i’d like to cancel my subscription, please

As a kid, adulthood is one of those things we all look forward to until it’s here. It seems so magical: you can buy whatever you want, you don’t have to listen to your parents, and you don’t have a bedtime. I guess it has its perks. But at the moment, I’m finding it to have many more drawbacks. We’re all stuck in a pandemic that seems to have no intention of ever disappearing. Of course some of us are bound to get a little depressed.

It might be improper, but I feel envy toward those who are working from home, or going into a job they know will be there every day. It’s bound to get frustrating when no one will hire you because of the pandemic, or when all you do is cook and clean, or when your debts keep piling up and piling up because you can’t afford to pay them back. I can’t do everything at once. I clean the house, and I take my son to school, and I cook the family dinner every evening. One thing I can count on is things never changing. Too much change stresses me out. Doing the same thing every single day stresses me out, too.

If I could do anything, I’d go back to school. I want to be a mortician. Something about death and humanity is fascinating to me. I found a course online and everything. Naturally, there’s no way I’d be able to afford it. I miss having a steady job and a weekly income. These days, I rely on child tax and limited support from the government. Once my bills and rent are paid and groceries are bought, I have almost nothing left. I won’t tell my son about the struggles. It’s hard not to feel guilty about all the things I can’t provide for him: no vacations, no fancy birthday parties, no expensive toys or gifts. I know he appreciates what he has. At the same time, he deserves more. It makes me sad to know I can’t give him that.

Next month is my road test. Having my license and a vehicle will ease a bit of stress; I’m frustrated by having to ask for rides or use public transit all the time. But there’s more stress that comes along with your own vehicle. Car insurance, gas money, it adds up, and who knows when someone will give me a break and let me work for them. Your whole adult life, all you do is work shitty jobs to pay for things you need to survive, and now there’s a pandemic, so fuck the economy, right? I don’t want any more shitty jobs. I want a career I enjoy at a place with people I like. I know how to get there, but it seems so far off and so overwhelming. I guess that’s the price you pay when you have big ambitions. I thought that getting published would bring in more income, but it’s hardly helpful, and no one gives a single shit anyway. I’m tired of being poor, but what can I do about it, really?

Recently, my father was diagnosed with lymphoma. We haven’t seen him a while – he’s been in and out of hospital, and can’t really have visitors anyway. He seems alright when I talk to him. His hair started to fall out, so my mother shaved his head. Lymphoma runs in my family. When I’m older, I might get it too. It’s a bit ironic, really. I began my latest novel, about a boy with leukemia, only a few weeks before he was diagnosed. It’s funny how that happens.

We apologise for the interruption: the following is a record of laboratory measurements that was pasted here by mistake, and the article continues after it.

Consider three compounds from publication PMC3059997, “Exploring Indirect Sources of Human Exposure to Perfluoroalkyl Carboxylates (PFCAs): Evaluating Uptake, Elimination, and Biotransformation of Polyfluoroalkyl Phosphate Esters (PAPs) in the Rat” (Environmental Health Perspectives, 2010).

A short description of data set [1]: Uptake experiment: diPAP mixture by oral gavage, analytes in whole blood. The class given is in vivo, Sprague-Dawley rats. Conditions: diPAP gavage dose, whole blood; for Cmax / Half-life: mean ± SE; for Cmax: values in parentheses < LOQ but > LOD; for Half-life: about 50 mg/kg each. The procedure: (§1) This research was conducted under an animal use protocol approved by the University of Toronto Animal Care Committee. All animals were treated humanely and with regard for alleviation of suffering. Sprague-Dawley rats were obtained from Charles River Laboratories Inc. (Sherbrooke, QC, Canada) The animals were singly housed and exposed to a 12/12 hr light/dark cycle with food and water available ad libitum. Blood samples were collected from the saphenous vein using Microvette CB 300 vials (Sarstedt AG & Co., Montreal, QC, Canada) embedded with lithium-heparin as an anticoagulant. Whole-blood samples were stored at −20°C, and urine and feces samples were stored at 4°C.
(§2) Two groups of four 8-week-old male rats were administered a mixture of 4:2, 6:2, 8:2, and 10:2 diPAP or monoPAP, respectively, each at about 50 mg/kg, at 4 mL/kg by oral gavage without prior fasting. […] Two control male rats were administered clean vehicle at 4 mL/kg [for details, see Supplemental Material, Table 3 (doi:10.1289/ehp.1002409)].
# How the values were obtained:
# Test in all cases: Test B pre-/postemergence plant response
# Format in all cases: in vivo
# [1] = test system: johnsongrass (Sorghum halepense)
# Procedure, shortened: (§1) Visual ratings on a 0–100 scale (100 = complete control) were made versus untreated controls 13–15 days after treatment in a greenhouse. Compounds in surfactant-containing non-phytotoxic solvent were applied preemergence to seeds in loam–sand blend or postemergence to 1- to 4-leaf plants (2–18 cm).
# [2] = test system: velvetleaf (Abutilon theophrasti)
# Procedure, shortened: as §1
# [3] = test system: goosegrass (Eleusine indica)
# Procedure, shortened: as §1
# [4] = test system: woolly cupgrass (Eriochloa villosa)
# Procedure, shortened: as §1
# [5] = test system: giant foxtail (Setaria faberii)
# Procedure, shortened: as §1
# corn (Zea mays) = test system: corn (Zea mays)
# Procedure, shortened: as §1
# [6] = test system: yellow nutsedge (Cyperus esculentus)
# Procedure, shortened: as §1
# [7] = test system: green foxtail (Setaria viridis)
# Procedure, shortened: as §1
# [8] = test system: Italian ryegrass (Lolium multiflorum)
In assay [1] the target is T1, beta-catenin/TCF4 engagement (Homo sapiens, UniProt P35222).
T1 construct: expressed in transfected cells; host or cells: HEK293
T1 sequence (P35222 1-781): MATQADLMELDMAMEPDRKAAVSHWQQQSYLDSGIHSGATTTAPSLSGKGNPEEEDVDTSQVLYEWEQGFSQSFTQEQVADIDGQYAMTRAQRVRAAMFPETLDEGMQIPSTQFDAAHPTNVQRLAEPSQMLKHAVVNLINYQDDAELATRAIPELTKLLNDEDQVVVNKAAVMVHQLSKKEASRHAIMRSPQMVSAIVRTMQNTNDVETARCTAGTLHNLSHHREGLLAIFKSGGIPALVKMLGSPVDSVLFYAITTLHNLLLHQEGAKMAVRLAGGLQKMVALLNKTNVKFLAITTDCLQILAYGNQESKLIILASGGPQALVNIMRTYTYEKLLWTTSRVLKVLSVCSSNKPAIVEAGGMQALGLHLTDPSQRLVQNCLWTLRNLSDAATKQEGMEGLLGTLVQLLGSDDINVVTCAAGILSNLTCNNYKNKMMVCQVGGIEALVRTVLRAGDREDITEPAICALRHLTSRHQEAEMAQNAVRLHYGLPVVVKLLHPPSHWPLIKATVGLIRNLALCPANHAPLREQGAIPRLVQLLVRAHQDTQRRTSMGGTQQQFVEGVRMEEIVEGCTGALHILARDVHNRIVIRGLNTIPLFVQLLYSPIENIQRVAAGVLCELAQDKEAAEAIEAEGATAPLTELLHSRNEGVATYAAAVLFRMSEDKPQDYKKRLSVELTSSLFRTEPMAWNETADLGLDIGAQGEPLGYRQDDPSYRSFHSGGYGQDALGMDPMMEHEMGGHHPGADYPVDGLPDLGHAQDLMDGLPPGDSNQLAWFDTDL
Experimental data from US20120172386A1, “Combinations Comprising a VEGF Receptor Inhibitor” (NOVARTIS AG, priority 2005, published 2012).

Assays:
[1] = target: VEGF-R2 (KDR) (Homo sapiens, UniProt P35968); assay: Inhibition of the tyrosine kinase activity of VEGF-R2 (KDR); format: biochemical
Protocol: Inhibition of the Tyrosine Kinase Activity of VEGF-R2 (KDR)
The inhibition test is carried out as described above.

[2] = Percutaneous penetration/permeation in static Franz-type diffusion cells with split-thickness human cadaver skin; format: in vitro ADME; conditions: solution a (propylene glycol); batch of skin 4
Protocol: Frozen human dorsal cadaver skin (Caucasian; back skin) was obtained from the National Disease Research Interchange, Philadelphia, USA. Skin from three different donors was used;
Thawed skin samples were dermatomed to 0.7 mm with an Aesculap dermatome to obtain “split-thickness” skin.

Our bedroom needs to be painted. Flooring still needs to be installed. The house needs to be swept and mopped, again. Around here, there’s always something that needs to be done, and I’m tired of having to do it. I can do two loads of laundry and it needs to be done again a week later. I can wash all the dishes and have a bunch more to do the next day. I know, it’s all part of being a parent and an adult. I just wish it weren’t. My motivation these days is really lacking, so I get nothing done, and then I feel bad for skiving off my responsibilities. I know I have all these things I need to get done – debts to pay off, things to put away, jobs to apply for, and it’s like, it feels like all I’ll ever do for the rest of my life. And that sounds like a pretty shitty life, just working until you die. I don’t know. I don’t want to sound dreary. I’ve been dealing with depression just like anyone else.

It’s almost my son’s birthday. He’s turning five, and I booked him a party at a bowling alley. It’s the first party he’s had that wasn’t just at somebody’s house, and I need to save up to pay for it. Because it’s too expensive to get a professional cake made, I’m attempting to make my own. He recently said he wants to live at his grandma’s house instead of mine, because she has better games, and it’s more fun. I know he didn’t mean it like that, but it still upset me. I’ll probably never be able to give him what his friends have. I wish I could. I’m doing my best, but most of the time I feel like my best isn’t good enough.

The government keeps telling me to get a job, as if I haven’t been trying for the past year and a half. We can’t keep giving you income support, they say, like I’m being helpless on purpose. I don’t know what I’m supposed to do. Apply for a million more positions and hope I get lucky? Yeah, I guess so.

Published by featherquills

i am a misfit and a wanderer, captivated by the mysteries of the universe and the secrets of humanity.

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